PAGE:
DBMI Supports CDC Vaccine Effectiveness Research
Through Real-World Data
The relationship between the Columbia Department of Biomedical Informatics (DBMI) and the Columbia University Irving Medical Center (CUIMC) has helped drive important and timely COVID-19 vaccine effectiveness studies for the U.S. Centers for Disease Control and Prevention, including a March 29 study co-led by DBMI’s Karthik Natarajan that any booster strategy is more effective than a single J&J dose.
This study was developed and conducted by the CDC’s VISION Network, a consortium of seven organizations across the nation — including CUIMC — that submit real-world data for analysis, and published in the April 1 edition of the Morbidity and Mortality Weekly Report (MMWR). Natarajan leads DBMI’s efforts to share complete COVID vaccine data from across the state of New York, leveraging both New York city and state immunization registries, for CUIMC patients.
“Within DBMI, we deal with large data,” Natarajan said. “We are part of several research data networks, like OHDSI, eMERGE, N3C, and All of Us. We have been working with the CDC to analyze vaccine effectiveness for about a year and a half.”
Creating an environment within DBMI to generate the CDC-sought data was more than a decade in the making for Natarajan, who began working with the New York City Immunization Registry more than 13 years ago. Once the home for pediatric vaccine data from within the city, this registry began receiving COVID vaccine data throughout the state for all ages last year for NYC residents.
“It all comes down to how we get data,” he said. “How do we make sure these patient records are complete, and how are we pulling that information every time? We were focused on hospitalizations. What we really wanted to analyze was whether there was a reduction in COVID hospitalizations due to the vaccine. Using reliable real-world data is essential for us to properly study the effectiveness of the vaccines, which informs policy decisions on vaccine strategies.”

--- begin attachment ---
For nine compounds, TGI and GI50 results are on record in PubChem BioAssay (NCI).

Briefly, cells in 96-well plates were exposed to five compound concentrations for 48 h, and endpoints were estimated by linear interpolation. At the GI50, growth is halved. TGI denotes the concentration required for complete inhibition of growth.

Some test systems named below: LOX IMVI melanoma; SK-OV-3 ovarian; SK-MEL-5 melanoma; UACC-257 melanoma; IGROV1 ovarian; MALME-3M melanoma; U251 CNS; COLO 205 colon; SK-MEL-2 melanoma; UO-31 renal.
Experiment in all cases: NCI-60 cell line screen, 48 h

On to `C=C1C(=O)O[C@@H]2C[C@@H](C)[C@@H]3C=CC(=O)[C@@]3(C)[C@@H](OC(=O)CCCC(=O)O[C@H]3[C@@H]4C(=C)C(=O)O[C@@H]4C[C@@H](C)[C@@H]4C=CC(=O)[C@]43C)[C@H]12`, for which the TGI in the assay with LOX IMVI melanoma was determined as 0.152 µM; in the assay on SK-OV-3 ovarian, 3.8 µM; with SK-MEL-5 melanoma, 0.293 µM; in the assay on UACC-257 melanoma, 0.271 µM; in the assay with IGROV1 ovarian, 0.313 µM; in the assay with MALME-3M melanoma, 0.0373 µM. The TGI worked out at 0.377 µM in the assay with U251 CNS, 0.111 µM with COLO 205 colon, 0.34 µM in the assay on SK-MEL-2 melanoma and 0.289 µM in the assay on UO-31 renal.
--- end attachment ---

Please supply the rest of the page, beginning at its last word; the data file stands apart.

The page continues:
The task was “arduous” at first for Natarajan and his team since they first needed to query vaccine registries weekly to ensure complete vaccine records.
“We worked with New York Presbyterian Hospital’s IT team to automatically sync COVID vaccine data from the registry when a patient visits the hospital system, whether it’s the ED or any visit,” he said. “[Pulling and reconciling vaccine data from the registries] had been a responsibility for the physician, but it just wasn’t happening often due to the demands on providers. We were missing a lot of cases, so along with others at the hospital and Columbia, we convinced hospital leadership that we needed to automatically sync and auto-reconcile COVID vaccines for every visit. That was a big win and a team effort. It allows us to pull data in real-time from the EMR.”
Natarajan has been applying scalable information retrieval and text processing methods on clinical data in order to build applications that will support both health professionals and researchers throughout his time at DBMI. He has led work for the department with the varied data networks he mentioned above, but the needs for the CDC VISION Network have required timely, consistent updates over the last year.
Members of the VISION Network, which also includes Baylor Scott & White Healthcare (Texas), HealthPartners (Minnesota and Wisconsin), Intermountain Healthcare (Utah), Kaiser Permanente Northern California (California), Kaiser Permanente Northwest (Oregon and Washington), Regenstrief Institute (Indiana), and University of Colorado (Colorado), work closely with the CDC on specific vaccine effectiveness studies.
The first study from the VISION Network, Effectiveness of Covid-19 Vaccines in Ambulatory and Inpatient Care Settings, was published by the New England Journal of Medicine in October, 2021, and showed that Covid-19 vaccines in the U.S. were highly effective against SARS-CoV-2 infection requiring hospitalization, ICU admission, or an emergency department or urgent care clinic visit.
The VISION Network used the framework from that NEJM study to publish around 1-2 studies per month in the MMWR since then, including two over the last month that were co-led by Columbia representatives; prior to Natarajan’s work on boosters and the J&J vaccine, Columbia Associate Professor of Pediatrics and Population and Family Health Melissa Stockwell helped drive a study on vaccine effectiveness in the pediatric community.
Natarajan has been proud to help lead this important work for the CDC, and he is excited about new study possibilities on the horizon.
“We are starting to get variant information, so we can actually see which variants have more breakthrough infections using real-world data,” he said. “We can analyze the data and see if the vaccines are effective against these variants. It will probably be another few months before that comes out because we’re still in data collection, but it is exciting to know we can start studying this soon.”